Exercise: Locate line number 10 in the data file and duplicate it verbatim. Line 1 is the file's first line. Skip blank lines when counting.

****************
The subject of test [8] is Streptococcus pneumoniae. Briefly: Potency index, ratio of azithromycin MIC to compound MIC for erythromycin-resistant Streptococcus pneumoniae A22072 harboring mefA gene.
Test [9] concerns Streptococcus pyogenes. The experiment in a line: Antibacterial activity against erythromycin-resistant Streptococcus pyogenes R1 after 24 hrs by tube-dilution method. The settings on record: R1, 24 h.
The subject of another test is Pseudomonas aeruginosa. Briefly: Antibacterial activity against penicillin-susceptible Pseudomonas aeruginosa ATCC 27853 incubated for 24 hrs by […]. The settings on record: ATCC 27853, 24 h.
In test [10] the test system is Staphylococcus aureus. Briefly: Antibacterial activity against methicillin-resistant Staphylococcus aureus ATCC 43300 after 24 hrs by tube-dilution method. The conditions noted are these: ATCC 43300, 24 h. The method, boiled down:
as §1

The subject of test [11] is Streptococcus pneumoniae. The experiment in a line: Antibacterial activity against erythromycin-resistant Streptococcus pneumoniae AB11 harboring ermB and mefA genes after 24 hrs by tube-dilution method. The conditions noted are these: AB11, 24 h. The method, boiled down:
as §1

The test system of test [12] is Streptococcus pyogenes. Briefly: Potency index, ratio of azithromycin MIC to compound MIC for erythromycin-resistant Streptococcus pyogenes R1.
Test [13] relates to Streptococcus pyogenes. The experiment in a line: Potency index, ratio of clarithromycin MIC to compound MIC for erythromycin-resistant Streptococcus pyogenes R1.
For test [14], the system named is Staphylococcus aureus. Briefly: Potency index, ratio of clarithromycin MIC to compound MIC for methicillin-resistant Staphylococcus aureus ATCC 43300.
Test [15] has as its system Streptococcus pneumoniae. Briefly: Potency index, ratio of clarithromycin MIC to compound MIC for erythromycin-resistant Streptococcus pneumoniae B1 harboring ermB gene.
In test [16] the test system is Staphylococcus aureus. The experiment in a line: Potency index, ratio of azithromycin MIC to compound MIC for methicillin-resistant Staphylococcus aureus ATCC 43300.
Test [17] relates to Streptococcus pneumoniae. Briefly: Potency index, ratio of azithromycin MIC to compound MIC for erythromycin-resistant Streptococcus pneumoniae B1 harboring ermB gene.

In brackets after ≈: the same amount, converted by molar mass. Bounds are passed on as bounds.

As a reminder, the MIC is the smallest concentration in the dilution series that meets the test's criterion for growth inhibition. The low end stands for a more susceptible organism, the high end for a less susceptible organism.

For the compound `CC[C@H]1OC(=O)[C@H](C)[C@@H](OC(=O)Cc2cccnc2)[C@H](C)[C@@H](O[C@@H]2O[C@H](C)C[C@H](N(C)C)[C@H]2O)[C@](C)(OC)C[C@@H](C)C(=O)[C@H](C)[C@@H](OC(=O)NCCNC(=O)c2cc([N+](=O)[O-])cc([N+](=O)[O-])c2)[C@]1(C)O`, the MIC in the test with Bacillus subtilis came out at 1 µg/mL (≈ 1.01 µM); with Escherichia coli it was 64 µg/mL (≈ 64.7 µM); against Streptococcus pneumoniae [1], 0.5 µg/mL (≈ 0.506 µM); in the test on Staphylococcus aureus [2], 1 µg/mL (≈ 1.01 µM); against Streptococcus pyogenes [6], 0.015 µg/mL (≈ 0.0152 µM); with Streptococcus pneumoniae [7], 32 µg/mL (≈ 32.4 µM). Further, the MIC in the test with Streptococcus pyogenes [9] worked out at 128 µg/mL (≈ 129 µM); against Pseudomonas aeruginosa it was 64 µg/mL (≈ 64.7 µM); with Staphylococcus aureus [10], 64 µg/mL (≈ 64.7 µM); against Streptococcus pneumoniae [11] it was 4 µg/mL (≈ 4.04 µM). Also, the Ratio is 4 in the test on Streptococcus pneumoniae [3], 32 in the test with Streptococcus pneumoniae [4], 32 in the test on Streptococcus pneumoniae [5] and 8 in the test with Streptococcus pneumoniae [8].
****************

For test [14], the system named is Staphylococcus aureus. Briefly: Potency index, ratio of clarithromycin MIC to compound MIC for methicillin-resistant Staphylococcus aureus ATCC 43300.